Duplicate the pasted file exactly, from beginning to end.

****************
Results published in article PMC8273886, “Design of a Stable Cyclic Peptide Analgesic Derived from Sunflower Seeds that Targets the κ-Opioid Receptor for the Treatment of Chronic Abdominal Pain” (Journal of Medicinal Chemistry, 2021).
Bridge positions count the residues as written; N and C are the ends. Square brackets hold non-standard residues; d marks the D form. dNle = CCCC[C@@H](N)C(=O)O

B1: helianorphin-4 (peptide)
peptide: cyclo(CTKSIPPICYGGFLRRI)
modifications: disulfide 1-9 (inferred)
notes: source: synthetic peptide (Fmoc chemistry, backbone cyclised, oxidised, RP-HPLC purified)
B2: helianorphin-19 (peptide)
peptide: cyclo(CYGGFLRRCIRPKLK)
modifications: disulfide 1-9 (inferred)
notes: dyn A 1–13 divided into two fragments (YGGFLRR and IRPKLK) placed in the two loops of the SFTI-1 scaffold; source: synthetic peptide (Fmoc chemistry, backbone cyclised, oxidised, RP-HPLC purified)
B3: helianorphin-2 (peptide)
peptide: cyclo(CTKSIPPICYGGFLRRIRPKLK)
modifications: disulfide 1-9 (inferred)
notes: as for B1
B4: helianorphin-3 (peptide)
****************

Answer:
Results published in article PMC8273886, “Design of a Stable Cyclic Peptide Analgesic Derived from Sunflower Seeds that Targets the κ-Opioid Receptor for the Treatment of Chronic Abdominal Pain” (Journal of Medicinal Chemistry, 2021).
Bridge positions count the residues as written; N and C are the ends. Square brackets hold non-standard residues; d marks the D form. dNle = CCCC[C@@H](N)C(=O)O

B1: helianorphin-4 (peptide)
peptide: cyclo(CTKSIPPICYGGFLRRI)
modifications: disulfide 1-9 (inferred)
notes: source: synthetic peptide (Fmoc chemistry, backbone cyclised, oxidised, RP-HPLC purified)
B2: helianorphin-19 (peptide)
peptide: cyclo(CYGGFLRRCIRPKLK)
modifications: disulfide 1-9 (inferred)
notes: dyn A 1–13 divided into two fragments (YGGFLRR and IRPKLK) placed in the two loops of the SFTI-1 scaffold; source: synthetic peptide (Fmoc chemistry, backbone cyclised, oxidised, RP-HPLC purified)
B3: helianorphin-2 (peptide)
peptide: cyclo(CTKSIPPICYGGFLRRIRPKLK)
modifications: disulfide 1-9 (inferred)
notes: as for B1
B4: helianorphin-3 (peptide)